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Niagara falls

View from Prospect Point, Niagara Falls, New York

View from Prospect Point, Niagara Falls, New York

View from Prospect Point, Niagara Falls, New York

Although it was wonderful to see all that water tumbling down, it would be even more wonderful to see all that water tumbling up – Mark Twain on Niagara Falls

The Niagara Falls is on the Niagara River, forming the border between the province of Ontario (Canada) and the State of New York (USA). The falls are only at a distance of 17 miles (27 km) northwest of Buffalo (New York) and 75 miles (121 km) southeast of Toronto (Ontario), between the twin cities of Niagara Falls, Ontario, and Niagara Falls, New York.

The Niagara Falls has two major sections separated by the Goat Island. The Horseshoe Falls lie on the Canadian side and the American Falls are on the American side, which has also the smaller Bridal Veil Falls, which in fact is the third section of the Niagara Falls. Bridal Veil Falls is separated from the main falls by the Luna Island.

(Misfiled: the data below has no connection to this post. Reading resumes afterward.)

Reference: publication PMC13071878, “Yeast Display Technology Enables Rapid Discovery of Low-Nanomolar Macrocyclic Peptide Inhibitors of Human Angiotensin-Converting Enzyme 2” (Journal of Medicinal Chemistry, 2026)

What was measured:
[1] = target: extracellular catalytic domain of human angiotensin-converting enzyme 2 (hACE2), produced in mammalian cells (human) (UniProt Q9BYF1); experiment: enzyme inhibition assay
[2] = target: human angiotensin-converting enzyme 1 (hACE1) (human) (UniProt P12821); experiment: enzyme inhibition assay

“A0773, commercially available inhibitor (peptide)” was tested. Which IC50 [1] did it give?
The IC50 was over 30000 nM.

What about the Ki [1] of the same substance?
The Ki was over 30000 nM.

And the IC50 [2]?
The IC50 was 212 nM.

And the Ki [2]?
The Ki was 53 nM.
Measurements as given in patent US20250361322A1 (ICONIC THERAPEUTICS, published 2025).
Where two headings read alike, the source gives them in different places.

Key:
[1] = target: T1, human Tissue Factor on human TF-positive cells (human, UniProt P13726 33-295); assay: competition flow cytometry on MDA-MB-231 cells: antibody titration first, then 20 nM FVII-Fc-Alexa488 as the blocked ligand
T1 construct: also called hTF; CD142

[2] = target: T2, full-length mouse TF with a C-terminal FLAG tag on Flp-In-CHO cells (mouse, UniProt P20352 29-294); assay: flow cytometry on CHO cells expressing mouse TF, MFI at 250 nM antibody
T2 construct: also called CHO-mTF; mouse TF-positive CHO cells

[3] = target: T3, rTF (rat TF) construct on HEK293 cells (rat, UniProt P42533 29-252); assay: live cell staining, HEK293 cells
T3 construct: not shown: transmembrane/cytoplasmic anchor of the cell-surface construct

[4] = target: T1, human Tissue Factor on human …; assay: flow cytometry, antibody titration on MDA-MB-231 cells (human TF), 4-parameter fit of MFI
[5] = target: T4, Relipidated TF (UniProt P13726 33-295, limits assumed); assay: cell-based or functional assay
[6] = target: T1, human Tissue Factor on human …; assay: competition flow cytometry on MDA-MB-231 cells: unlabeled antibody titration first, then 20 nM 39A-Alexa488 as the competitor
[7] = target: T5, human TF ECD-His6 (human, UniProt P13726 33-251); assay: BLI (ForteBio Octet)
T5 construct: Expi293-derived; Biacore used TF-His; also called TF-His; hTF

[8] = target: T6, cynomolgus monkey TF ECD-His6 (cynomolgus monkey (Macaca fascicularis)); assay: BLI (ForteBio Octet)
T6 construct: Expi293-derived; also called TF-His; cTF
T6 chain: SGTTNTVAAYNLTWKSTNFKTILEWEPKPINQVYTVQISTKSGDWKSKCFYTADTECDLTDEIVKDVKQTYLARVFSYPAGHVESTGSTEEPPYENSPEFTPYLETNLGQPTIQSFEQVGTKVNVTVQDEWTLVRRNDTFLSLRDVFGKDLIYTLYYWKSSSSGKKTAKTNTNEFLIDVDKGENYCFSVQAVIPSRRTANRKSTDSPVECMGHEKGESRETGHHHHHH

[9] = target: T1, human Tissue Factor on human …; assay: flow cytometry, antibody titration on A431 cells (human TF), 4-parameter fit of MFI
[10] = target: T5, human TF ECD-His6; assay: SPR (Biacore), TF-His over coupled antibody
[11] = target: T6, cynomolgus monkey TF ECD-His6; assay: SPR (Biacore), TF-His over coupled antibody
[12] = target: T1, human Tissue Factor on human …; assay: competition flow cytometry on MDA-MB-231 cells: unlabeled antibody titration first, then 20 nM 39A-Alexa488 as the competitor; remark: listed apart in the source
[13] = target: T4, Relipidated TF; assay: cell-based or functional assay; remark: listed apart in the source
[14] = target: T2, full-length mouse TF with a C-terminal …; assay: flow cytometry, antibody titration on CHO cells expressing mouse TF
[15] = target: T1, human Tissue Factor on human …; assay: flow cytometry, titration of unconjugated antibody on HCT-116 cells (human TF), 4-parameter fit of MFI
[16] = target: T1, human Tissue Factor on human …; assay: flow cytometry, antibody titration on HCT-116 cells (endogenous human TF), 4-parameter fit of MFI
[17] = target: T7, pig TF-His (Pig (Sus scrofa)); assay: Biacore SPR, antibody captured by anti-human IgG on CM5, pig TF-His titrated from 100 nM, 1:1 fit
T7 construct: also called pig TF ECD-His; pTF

The Niagara Falls was formed when glaciers receded at the end of the Wisconsin glaciation during the last ice age. The swelling huge volume of water from the newly formed Great Lakes carved a path through the Niagara Escarpment to the Atlantic Ocean.

Though not so high, the Niagara Falls, the most powerful waterfall in North America, are very wide, draining down huge volumes of water (more than 6 million cubic feet/ 168,000 cubic meter) from over the crest line every minute during the peak seasons and an average of 4 million cubic feet/ 110,000 cubic meter) the year round.

Recently, the Niagara Falls were photographed by astronauts from the International Space Station, and it showed the twin cities around Niagara Falls in easy to see details, and it showed for spatial reference, the American falls at 328 m wide (1075 ft) and the Horseshoe Falls is 675 m wide (2200 ft).

The Niagara River forms the U.S.-Canadian Border. The river allows Lake Erie to drain into Lake Ontario, which is about 100 meters lower than Lake Erie.
The power of the huge amount of water, 750,000 U.S. gallons (2.8 million liters) per second, tumbling down the Niagara Falls is utilized to generate hydro-electric power by the Hydel Power Stations, running multiple power plants to generate 4.4 million kilowatts of power for both Ontario and New York.